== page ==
by Michael Czinkota and Ilkka Ronkainen
Innovation in developing economies is evolving rapidly, but still can improve in terms of marketing. Businesses in emerging economies can make profits and can positively affect the livelihoods of people. In the next generation, multinational corporations can expand to vast un- and underserved consumer groups in developing countries. Executives need to redefine their roles and relationships across companies and radically depart from traditional business models through new partnerships and structures.
Businesses need to understand the needs, aspirations, and habits of target populations. For most emerging-market consumers, price is not the determining factor, but the total purchase cost (including transportation cost, time, the burden of carrying purchases, and storage availability). Large U.S. chocolate companies established only a marginal presence in Latin America with their standard American large chocolate bars. In contrast, Arcor and Nacional de Chocolates have grown their businesses by selling more affordable bite-sized chocolates that are available in remote rural stores.
Due to the economic and physical isolation of poor communities, businesses that provide access to digital technology have the potential to thrive. Cisco partners with a range of global and local partners to sell, lease, or donate $300 million worth of computer products and services to markets worldwide. In Bangladesh, where the average annual income is $200, GrameenPhone Ltd. leases access to wireless phones to villagers. Every phone is used by an average of 100 people and generates $90 in revenue per month—two or three times the revenue generated by wealthier users who own a phone in urban areas. This program has been replicated in other countries, including Uganda and Rwanda.
Microfinance programs have allowed consumers to borrow sums averaging $100 to make purchases without using collateral. The mission of microfinance is to let the poor access financial services and improve their living standards. For example, Te Creemos developed a complete electronic payment solution in Mexico by partnering with MasterCard, which affords small and medium-sized enterprises a micro-business card and a low cost payment method.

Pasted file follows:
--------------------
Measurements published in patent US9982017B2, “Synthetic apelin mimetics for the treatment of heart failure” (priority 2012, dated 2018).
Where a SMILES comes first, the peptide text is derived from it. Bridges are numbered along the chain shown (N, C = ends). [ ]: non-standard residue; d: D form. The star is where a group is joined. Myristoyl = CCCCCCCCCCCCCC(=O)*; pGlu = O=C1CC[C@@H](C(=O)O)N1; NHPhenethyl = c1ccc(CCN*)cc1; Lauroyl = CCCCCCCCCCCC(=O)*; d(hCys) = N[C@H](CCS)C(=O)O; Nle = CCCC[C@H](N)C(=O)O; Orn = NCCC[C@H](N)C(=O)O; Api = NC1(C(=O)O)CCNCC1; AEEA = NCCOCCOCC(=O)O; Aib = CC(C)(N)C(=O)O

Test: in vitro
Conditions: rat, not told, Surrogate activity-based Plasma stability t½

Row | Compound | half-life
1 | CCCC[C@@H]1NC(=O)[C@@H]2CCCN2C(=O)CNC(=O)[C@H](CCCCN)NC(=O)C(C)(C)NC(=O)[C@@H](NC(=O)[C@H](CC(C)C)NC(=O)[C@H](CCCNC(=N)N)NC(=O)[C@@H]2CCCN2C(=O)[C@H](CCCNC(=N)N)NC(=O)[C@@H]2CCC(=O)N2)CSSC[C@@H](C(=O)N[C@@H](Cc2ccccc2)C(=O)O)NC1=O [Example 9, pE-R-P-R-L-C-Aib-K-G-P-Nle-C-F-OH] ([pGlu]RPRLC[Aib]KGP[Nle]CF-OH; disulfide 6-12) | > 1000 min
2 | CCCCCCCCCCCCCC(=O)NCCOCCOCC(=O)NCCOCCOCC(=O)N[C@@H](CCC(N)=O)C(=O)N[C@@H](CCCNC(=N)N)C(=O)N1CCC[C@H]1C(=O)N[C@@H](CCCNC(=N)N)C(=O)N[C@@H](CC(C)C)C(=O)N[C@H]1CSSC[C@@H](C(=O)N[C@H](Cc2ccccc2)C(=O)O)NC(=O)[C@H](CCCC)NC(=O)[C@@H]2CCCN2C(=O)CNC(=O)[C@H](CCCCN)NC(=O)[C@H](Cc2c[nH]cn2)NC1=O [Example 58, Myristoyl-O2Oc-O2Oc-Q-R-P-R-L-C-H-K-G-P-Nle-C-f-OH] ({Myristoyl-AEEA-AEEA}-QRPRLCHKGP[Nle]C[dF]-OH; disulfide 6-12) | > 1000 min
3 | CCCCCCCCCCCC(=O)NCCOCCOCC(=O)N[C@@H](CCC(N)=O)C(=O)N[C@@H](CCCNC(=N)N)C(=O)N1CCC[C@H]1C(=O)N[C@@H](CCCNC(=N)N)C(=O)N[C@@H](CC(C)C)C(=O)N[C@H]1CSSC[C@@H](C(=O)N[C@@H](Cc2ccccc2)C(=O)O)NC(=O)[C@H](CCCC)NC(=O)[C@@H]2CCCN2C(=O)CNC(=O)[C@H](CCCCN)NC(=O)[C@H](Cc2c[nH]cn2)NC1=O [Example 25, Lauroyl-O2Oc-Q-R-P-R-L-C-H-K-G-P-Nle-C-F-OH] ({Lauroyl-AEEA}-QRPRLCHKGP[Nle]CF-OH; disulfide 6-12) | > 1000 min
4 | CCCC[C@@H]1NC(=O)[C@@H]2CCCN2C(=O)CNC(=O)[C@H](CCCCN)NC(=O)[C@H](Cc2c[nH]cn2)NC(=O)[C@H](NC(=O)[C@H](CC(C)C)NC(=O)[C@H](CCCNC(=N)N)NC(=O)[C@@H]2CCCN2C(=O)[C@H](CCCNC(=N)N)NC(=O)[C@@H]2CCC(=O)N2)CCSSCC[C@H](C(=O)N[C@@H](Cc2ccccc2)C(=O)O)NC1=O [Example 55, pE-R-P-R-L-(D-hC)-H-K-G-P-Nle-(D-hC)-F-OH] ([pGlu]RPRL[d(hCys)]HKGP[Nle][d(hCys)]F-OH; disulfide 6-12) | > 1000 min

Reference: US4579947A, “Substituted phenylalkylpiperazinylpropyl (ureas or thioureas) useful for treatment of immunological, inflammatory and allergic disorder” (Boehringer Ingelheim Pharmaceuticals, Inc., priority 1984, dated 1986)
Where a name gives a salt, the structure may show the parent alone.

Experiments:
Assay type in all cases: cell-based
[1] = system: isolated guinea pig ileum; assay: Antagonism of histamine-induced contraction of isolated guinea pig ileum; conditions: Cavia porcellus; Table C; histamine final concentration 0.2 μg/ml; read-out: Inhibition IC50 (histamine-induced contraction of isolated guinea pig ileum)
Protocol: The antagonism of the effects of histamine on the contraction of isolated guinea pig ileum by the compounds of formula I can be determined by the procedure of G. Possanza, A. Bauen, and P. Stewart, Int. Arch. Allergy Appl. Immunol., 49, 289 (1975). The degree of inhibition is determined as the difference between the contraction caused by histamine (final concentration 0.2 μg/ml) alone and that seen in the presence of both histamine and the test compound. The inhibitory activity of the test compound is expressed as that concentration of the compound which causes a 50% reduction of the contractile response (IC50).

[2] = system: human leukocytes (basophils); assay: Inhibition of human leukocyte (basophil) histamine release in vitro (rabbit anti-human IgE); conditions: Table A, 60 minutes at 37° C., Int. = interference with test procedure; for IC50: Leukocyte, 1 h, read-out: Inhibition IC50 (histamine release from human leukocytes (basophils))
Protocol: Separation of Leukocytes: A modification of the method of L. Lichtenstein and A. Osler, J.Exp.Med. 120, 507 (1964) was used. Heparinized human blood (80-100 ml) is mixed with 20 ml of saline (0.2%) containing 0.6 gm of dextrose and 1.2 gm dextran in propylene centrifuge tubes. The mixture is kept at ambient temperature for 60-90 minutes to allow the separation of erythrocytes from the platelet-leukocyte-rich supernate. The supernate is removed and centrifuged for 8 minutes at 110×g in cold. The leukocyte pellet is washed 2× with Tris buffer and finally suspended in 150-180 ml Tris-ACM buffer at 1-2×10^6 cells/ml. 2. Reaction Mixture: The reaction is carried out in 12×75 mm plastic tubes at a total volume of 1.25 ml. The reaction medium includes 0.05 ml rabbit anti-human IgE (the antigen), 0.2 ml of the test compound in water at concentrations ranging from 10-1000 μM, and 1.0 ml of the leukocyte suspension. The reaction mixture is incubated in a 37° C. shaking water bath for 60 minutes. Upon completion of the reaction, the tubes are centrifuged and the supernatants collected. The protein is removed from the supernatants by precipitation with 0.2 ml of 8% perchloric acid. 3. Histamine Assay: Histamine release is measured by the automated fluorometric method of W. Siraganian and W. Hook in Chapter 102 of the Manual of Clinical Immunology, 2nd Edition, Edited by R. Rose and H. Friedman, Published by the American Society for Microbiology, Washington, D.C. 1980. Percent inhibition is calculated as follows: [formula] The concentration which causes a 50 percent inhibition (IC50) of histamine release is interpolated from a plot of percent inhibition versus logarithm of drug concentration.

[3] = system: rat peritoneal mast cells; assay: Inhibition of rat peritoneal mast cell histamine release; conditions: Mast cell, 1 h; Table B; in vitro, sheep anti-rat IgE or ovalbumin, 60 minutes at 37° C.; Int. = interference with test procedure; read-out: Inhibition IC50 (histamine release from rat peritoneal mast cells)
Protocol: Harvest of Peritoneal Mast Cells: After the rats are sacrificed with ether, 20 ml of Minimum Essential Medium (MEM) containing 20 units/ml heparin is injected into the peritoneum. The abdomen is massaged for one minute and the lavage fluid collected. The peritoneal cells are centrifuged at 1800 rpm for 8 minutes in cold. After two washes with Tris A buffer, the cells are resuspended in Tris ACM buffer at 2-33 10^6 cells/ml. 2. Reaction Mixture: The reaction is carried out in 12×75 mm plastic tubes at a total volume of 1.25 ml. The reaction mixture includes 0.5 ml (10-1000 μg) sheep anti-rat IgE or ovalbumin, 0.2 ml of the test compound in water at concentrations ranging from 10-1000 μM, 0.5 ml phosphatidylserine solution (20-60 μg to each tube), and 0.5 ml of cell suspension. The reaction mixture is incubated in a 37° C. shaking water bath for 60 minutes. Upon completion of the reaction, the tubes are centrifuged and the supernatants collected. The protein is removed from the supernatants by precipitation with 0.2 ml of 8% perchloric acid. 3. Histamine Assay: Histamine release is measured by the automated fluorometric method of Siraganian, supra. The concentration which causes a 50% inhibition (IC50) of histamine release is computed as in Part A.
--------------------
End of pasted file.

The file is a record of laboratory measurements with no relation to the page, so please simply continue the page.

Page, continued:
Many emerging consumers do not shop at supermarkets. Nestlé employs local residents with pushcarts who take small quantities of merchandise to kiosks. Unilever is rolling out similar strategies in Kenya, Indonesia, Vietnam and other countries offering five-peso “starter packs” in the Philippines. Others reach out to beachcombers via bicycles. Innovations can start in developing countries first, and disseminate via a trickle up approach.. Pepsi snacks like Kurkure and Aliva from India have attracted attention from the United Kingdom and the United States.
In the past, underdeveloped and monopolistic distributing networks of developing countries saw their primary jobs as distributing sales literature, cutting through red tape, and charging invariably high fees. Today, outside competition has forced distributors to add value to what they do. If local conditions do not measure up, companies are willing to use outside captive distribution systems or to appoint their own people in place. Eveready has an extensive network of associates and 15 distributors who support its business in East.